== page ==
The Grief of Others
Leah Hager Cohen: How I Write
The writer of four fiction (including The Grief of Others, newly out on paperback), and four nonfiction books, Cohen is also known for her frequent book reviews—and for growing up in a school for the deaf and entering NYU at the age of 16. She talks to Noah Charney about her work.
What’s your morning routine like?
I love water, immersing myself in hot running water, so I tend to shower myself into the day, and then I walk the dog, and then come back home for the little scramble of everyone getting out the door, and then, if I am lucky, I begin to write. With an apple and coffee.
Do you have any distinctive habits or affectations?
Moving my lips and whispering under my breath while I work. I never knew I did this until it was pointed out to me. The “kinesthetics” of making things out of words.
What is a place that inspires you?
The basketball court on the corner of Sixth Avenue and West Third Street [in New York]. I have childhood memories of standing up against the chain link fence beside my father, watching the men play, feeling the wild fullness of people in action and interaction, feeling my father’s undying love of the city and its multitudes—being aware of the unearned pleasures of an infinitely interesting and varied world.
Describe your routine when conceiving of a book and its plot, before the writing begins.
I don’t conceive of a book’s plot before the writing begins. Usually all I have at the beginning is a driving interest in a single scene—a single frame, even: an inclination and curiosity about character, place, mood, precipitating event. I write partly in order to discover (I hope, I hope) the plot.
Is there anything distinctive or unusual about your work space?
I work on my grandfather’s old drafting table, which is set up in the middle of the apartment I inhabit with my boyfriend, three children, and dog. There is no privacy, and in fact everyone in the family (except the dog) makes use of my computer. The drafting table is covered with a piece of woven cloth my friend brought me from Estonia. Out the window is the driveway we share with our downstairs neighbors, the basketball hoop, which sees a lot of action, and the next house, which is very close by. The MacGyvers, a friendly older couple, live in that house. I should ask them if they’d like to string a tin can telephone between our windows so we could have the occasional chat.
What is guaranteed to make you cry?
Nearly everything. I could never be a politician because I cry too easily. Really, I cry right and left, but luckily I don’t much mind.
Is there one book of yours that you’re most proud of?
Hmm: a question that presupposes a hierarchy, which I am loathe to assign. But I will say this: Glass, Paper, Beans: Revelations on the Nature and Value of Ordinary Things, represents a time in my life when I was hugely willing to fail. While I was working on that book, I kept thinking: maybe it’s not meant to be a book at all—maybe it’s meant to be a collage, or an interpretive dance, or a quilt or a little song or hand-clap game. And giving myself permission truly not to know, afforded a special kind of freedom in engaging with that work.
If you could bring back to life one deceased person, who would it be and why?
I would like to meet my great-grandmother, Pearl, who immigrated to America from Bukovina and threw herself from the window of a mental hospital when my grandmother was still a young girl. I would like to ask her about her sadness, and to touch her.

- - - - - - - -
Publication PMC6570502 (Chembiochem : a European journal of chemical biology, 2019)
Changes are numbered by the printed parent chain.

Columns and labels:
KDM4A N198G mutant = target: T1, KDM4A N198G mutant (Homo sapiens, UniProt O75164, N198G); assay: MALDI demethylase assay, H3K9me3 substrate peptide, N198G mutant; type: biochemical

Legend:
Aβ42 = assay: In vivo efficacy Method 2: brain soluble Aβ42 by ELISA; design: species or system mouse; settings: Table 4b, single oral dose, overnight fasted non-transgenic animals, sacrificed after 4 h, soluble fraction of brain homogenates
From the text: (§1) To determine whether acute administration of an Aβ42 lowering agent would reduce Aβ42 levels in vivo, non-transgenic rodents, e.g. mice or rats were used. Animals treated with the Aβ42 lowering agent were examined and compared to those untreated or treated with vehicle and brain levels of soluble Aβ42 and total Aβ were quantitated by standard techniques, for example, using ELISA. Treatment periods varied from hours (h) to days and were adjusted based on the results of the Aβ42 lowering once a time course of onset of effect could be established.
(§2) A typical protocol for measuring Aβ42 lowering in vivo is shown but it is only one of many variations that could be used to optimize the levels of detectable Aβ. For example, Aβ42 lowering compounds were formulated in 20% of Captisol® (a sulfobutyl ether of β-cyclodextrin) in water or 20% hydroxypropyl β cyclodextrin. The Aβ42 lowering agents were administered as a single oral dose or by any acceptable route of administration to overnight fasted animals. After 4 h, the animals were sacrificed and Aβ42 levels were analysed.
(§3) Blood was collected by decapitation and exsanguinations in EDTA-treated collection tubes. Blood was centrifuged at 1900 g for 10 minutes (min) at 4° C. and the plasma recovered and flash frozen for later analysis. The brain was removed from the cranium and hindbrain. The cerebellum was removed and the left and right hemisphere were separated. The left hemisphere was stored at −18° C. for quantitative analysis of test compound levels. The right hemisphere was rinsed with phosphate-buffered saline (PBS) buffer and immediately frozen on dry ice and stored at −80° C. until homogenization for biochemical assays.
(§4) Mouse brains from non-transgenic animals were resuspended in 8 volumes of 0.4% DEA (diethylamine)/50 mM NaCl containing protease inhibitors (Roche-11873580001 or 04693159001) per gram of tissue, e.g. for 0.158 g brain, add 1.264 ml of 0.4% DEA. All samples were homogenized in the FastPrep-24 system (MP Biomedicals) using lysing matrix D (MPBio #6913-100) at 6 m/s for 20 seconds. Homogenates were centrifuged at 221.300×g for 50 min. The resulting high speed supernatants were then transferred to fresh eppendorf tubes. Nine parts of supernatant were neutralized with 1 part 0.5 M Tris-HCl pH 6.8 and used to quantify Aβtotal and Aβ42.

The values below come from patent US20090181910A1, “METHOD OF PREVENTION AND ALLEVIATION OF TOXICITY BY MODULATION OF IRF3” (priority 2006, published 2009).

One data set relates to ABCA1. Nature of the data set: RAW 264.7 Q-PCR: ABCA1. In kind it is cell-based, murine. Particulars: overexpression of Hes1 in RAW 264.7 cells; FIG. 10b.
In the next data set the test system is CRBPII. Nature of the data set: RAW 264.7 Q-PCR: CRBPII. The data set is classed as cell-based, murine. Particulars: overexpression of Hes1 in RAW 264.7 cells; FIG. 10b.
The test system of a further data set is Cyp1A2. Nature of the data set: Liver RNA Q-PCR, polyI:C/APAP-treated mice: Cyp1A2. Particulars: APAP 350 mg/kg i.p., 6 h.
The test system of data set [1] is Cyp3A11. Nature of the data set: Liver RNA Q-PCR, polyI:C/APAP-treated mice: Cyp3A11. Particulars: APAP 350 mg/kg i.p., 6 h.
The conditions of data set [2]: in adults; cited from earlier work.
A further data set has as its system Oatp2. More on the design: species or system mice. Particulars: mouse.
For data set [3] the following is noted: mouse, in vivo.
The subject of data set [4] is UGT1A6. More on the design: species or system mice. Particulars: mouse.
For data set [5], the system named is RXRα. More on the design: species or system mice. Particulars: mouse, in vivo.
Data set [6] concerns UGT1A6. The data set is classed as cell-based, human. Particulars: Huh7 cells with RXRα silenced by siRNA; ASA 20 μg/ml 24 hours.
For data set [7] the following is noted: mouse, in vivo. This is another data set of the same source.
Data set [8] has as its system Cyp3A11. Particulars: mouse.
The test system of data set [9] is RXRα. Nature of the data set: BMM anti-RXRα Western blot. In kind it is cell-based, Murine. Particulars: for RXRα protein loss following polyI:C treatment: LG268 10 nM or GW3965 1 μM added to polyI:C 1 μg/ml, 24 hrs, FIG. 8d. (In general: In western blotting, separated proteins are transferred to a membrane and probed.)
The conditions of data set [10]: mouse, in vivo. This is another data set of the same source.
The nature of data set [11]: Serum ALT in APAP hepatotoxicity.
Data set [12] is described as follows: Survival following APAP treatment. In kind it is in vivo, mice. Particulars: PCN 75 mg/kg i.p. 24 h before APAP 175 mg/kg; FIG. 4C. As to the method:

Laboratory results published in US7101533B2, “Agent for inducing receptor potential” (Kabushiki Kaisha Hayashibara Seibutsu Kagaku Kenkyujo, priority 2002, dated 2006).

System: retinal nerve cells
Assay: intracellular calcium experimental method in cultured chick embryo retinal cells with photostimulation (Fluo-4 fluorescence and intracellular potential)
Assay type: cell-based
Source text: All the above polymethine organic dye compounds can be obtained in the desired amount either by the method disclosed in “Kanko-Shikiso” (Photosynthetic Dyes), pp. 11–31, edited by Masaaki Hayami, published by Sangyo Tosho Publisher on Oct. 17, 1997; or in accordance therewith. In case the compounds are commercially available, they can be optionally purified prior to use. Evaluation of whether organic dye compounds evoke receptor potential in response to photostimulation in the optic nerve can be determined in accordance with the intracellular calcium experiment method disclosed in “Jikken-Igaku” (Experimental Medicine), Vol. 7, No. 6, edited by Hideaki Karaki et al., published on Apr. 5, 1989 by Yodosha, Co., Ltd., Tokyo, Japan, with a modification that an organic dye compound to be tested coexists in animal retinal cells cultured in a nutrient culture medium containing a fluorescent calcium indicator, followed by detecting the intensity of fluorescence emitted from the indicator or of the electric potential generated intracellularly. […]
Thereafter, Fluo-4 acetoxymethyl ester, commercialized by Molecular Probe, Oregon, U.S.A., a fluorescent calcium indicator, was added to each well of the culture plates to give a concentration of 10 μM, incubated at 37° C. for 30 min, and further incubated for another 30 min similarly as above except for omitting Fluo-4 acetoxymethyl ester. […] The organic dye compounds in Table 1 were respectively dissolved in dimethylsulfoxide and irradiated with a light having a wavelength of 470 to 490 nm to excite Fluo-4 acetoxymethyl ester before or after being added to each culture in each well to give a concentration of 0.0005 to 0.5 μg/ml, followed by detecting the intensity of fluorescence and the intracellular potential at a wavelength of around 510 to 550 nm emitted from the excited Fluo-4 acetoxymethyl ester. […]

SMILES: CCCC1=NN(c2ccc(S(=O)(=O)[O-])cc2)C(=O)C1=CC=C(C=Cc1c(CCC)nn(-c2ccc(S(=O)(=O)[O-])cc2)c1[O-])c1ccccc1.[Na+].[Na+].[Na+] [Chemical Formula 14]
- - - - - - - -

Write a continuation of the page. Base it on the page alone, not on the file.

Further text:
What’s your favorite snack?
Oh, I love snacks. The very word “snack” gives me a sense of well-being. Favorites? It’s almost immaterial. Most food is nicer if you make it into a snack, I think: the repeated motion of bringing hand to mouth, licking ones fingers in between bites.
Is there any phrase you find yourself over-using?
“There’s a way in which ... ” It’s a qualifier, and as such a kind of apology. I use it in speaking far too often.
What’s the story behind the publication of your first book?
I had an extremely generous journalism professor who asked me to stay after class one day, a few months before graduation. I had at that time resolved not to try to find a job in journalism, indeed not to try to write for money or publication at all, but to make writing the thing I would do in private, on my own time, in the evenings after work. I had a very nice dream that I would keep at it, in private, and one day, when I was 80, I’d have a collection of short stories published. I can’t tell you how content I was with this dream.
Well, this impossibly kind and generous professor, Sam Freedman, himself a writer for The New York Times with several books out, asked me if he might show some of my work to his agent.
Within months, and under the excellent guidance of Sam and his agent, Barney Karpfinger, I was at work on the proposal for what would become my first book, Train Go Sorry.
What do you look for in a good book, as a reader and reviewer?
I look for clean, scrumptious sentences first, since sentences are stories’ main delivery system. The intention, the ambition, the sensibility behind a book may all be gorgeous, but will come to naught if the sentences don’t work. Beyond that, I look for wisdom and kindness, by which I really mean an honoring of complexity and doubt, a refusal to subscribe to preordained, reductive certainties.
How many books would you guess that you read each year?
I don’t know. I am a woefully slow reader. I sometimes sit there chewing a phrase like a cow with cud a while before going on.
How do you approach writing criticism differently from your books?
It’s kind of like this: When I’m writing criticism, I’m trying to see and articulate the forest. When I’m writing narrative, I’m feeling my way among the trees.
What would you like carved onto your tombstone?
I want no tombstone, no stab at posterity of any kind.